US studying features of Islamic banking
Md. Rasooldeen | Arab News
Robert M. Kimmitt, US deputy secretary
of the Treasury, right, and US Ambassador Ford M. Fraker at the press
conference held at the US Embassy in Riyadh
on Saturday. (AN photo by Mohammed Rasooldeen)
RIYADH: The US
government is currently studying the salient features of Islamic banking to
ascertain how far it could be useful in fighting the ongoing world economic
crisis, Robert M. Kimmitt, US
deputy secretary of the Treasury, said at a press conference held at the US
Embassy here yesterday.
Kimmitt, who is on an official visit to the Kingdom, also
held discussions with Finance Minister Ibrahim Al-Assaf. Today, he is scheduled
to meet Saudi Arabian Monetary Agency (SAMA) Gov. Hamad Al-Sayari, Saudi
Arabian General Investment Authority (SAGIA) Gov. Amr Al-Dabbagh, Prince
Alwaleed bin Talal, chairman of the Kingdom Holding Company, and Saudi
investors and bankers. He said that the agenda for the G-20 summit to be held
in Washington on Nov. 15, has to
be carefully prepared since important topics are to be discussed in just one
day. "I am not sure that Islamic banking will also be itemized in the
agenda, but it is a subject that is often dwelt in the public and private sectors,"
he noted. He said that experts in the US Treasury Department are currently
learning the important features of Islamic banking.
However, he added that his country is focusing on activities
of various governments and central banks in tackling the economic issues. He
pointed out that the member countries in the G-20 also includes Islamic
countries such as Indonesia and Turkey,
besides the Kingdom which has been a member for the past 10 years.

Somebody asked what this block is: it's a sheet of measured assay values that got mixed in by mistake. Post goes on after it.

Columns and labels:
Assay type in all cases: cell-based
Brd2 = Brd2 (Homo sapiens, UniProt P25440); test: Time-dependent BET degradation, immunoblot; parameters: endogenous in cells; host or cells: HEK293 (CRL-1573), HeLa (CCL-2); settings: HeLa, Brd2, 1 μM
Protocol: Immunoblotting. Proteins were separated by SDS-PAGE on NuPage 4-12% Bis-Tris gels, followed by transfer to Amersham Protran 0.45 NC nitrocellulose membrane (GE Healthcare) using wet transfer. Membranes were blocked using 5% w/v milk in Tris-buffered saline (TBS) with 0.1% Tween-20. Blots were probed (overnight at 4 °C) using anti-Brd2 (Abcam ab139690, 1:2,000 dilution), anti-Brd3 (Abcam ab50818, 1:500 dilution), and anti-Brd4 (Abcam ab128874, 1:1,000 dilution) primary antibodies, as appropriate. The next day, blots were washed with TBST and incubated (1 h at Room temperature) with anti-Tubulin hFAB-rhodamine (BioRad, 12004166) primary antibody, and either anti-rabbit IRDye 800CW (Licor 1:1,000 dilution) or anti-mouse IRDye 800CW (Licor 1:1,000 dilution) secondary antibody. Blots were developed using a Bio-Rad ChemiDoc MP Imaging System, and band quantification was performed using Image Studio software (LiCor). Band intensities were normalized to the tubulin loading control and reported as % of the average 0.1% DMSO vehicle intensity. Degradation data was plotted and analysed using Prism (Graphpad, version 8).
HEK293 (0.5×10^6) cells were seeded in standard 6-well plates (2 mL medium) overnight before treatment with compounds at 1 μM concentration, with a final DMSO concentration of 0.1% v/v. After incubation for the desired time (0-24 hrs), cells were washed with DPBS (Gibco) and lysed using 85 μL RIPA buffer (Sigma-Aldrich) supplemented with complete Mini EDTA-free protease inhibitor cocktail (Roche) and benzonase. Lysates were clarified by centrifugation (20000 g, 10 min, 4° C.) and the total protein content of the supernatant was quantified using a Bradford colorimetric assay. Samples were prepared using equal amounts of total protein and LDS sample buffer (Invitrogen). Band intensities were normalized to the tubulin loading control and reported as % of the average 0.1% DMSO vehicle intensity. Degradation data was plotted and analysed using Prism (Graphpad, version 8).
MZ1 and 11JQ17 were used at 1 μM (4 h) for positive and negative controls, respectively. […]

Representatives from these countries could present their experiences of Islamic
banking in the light of the prevailing situation.
He hoped the G-20 summit will provide an effective platform
for the member countries to exchange their views on the current economic
problem and lay out a plan for the countries to draw out their respective
national plans to ease the situation.
Commenting on his meeting with Al-Assaf, Kimmitt said the
items that could be included in the agenda were also discussed. "The
geographical representation from member countries would provide a broader view
of the crisis and would also benefit the non-member countries through their
experiments," he added.
The G-20 summit, said Kimmitt, was proposed by Europeans
which was readily accepted by President George W. Bush, who is seeking a common
response to the global crisis.
Spelling out the purpose of his visit to Saudi
Arabia, Kimmitt said that he has been
associating with the Kingdom for more than two decades, but this is a
significant visit since he was coming to the Kingdom at a time when there is a
threat to the global financial market. "It's an opportunity for me to
present the US perspective ... and hear from the Saudi leadership on the
current situation in the Kingdom and in the region," he said, adding that
even at a time of crisis, US wants to stress its commitment to tell the
countries in the region of the US open investment policies.
Pointing out that a good number of American investors are
coming to the Kingdom, Kimmitt said the US
government expects reciprocation in the same manner. The deputy secretary is
slated to visit the United Arab Emirates,
and Iraq where
he would meet the leadership and investors on similar lines.